This book challenges my single story of what it means to be a woman in an Islamic country and living faithfully under Islamic law.
Humaira Awais Shahid shatters all concepts of Muslim and Pakistani women that I’ve ever had. Her autobiography details her story from childhood until the end of her time as a parliamentarian in Pakistan, and is astounding. She fights for specific women’s rights alongside broader human rights during her time in Parliament and paints a very different picture of Pakistan than I am accustomed to seeing in American literature and television. She also takes the time to point out the other women and men that she has worked with which further calls to light the many ways that we have been led to believe a single story about Muslim women and their lives, children and marriages. When she discovers those darker parts of her country that are so well publicized in the US, she is just as shocked as we are to find that they are true, but she is the one who looks those victims in the face and can make a change for them. She has done amazing work and her story needs to be shared.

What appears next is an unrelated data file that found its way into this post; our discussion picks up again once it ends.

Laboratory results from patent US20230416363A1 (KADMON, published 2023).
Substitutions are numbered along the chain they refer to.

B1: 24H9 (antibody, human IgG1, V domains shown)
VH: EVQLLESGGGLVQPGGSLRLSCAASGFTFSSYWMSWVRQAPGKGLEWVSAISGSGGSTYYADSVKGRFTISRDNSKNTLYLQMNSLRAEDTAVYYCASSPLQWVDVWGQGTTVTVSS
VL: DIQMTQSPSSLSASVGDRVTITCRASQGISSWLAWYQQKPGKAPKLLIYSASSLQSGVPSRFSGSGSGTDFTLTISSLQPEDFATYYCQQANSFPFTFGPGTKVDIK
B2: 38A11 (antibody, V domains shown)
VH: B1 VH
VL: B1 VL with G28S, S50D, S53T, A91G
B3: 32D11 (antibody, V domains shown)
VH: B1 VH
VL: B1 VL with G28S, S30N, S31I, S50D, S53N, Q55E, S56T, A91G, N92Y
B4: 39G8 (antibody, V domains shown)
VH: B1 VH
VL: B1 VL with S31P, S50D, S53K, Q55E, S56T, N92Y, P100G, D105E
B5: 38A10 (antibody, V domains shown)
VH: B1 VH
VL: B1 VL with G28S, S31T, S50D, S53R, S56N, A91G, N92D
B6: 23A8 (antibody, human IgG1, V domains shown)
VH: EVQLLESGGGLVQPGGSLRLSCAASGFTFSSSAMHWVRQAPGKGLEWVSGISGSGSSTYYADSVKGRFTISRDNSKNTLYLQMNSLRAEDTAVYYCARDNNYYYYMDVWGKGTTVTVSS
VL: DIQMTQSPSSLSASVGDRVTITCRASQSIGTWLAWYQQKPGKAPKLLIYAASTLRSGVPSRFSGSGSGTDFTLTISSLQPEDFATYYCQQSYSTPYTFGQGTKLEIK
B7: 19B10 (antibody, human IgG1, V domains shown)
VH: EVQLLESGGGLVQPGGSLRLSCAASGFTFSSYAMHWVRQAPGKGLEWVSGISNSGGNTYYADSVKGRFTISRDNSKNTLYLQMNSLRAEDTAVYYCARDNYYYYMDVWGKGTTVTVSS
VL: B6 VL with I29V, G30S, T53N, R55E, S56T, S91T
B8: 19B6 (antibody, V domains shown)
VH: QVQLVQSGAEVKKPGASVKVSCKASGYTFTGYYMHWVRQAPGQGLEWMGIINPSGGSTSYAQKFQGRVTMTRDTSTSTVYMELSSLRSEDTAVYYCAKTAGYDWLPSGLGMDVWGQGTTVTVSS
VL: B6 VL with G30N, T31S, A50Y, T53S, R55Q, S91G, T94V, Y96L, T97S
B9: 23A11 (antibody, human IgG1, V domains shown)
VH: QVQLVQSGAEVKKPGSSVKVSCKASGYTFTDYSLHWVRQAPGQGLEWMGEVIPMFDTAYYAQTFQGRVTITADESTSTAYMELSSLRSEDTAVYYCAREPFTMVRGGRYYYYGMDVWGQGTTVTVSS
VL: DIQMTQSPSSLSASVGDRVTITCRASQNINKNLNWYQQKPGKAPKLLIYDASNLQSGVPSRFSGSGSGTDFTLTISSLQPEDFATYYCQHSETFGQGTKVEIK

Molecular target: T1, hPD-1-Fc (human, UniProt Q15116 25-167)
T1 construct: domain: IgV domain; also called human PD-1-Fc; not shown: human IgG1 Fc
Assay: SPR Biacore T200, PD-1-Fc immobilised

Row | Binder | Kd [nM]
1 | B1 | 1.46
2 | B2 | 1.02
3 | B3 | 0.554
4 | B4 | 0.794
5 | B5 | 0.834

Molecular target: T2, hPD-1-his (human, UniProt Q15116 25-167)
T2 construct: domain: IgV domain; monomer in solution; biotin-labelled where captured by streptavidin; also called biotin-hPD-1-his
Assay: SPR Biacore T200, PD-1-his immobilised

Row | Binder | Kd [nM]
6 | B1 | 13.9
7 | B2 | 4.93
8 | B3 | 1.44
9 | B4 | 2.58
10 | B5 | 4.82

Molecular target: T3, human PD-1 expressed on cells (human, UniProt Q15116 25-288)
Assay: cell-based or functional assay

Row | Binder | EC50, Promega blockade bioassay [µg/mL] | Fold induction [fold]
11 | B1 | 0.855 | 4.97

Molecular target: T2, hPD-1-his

While this book is not directly about Muslim or Islamic life, as a practicing Muslim, Shahid gives some much needed insight into another interpretation of a true Muslim and how to be true to the Q’uran. It is not a focus of this book, but she makes it clear that her faith is inseparable from her self and her story.
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